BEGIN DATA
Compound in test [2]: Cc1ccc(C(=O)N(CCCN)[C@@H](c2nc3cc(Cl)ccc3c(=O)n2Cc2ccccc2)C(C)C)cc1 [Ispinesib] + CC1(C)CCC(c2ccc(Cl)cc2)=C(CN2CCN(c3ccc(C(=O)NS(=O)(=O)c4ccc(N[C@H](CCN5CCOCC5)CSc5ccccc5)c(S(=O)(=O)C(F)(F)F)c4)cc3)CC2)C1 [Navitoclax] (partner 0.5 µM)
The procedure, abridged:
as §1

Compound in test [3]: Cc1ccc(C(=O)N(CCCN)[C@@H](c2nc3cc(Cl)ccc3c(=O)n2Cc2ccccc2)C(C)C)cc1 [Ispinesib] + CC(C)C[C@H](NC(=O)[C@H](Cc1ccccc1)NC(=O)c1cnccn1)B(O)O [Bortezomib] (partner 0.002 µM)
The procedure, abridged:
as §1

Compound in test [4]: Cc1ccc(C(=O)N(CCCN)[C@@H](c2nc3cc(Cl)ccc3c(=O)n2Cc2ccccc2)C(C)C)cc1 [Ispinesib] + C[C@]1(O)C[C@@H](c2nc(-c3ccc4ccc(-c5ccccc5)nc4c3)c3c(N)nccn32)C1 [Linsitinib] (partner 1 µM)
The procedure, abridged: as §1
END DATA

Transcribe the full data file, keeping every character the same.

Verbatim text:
Compound in test [2]: Cc1ccc(C(=O)N(CCCN)[C@@H](c2nc3cc(Cl)ccc3c(=O)n2Cc2ccccc2)C(C)C)cc1 [Ispinesib] + CC1(C)CCC(c2ccc(Cl)cc2)=C(CN2CCN(c3ccc(C(=O)NS(=O)(=O)c4ccc(N[C@H](CCN5CCOCC5)CSc5ccccc5)c(S(=O)(=O)C(F)(F)F)c4)cc3)CC2)C1 [Navitoclax] (partner 0.5 µM)
The procedure, abridged:
as §1

Compound in test [3]: Cc1ccc(C(=O)N(CCCN)[C@@H](c2nc3cc(Cl)ccc3c(=O)n2Cc2ccccc2)C(C)C)cc1 [Ispinesib] + CC(C)C[C@H](NC(=O)[C@H](Cc1ccccc1)NC(=O)c1cnccn1)B(O)O [Bortezomib] (partner 0.002 µM)
The procedure, abridged:
as §1

Compound in test [4]: Cc1ccc(C(=O)N(CCCN)[C@@H](c2nc3cc(Cl)ccc3c(=O)n2Cc2ccccc2)C(C)C)cc1 [Ispinesib] + C[C@]1(O)C[C@@H](c2nc(-c3ccc4ccc(-c5ccccc5)nc4c3)c3c(N)nccn32)C1 [Linsitinib] (partner 1 µM)
The procedure, abridged: as §1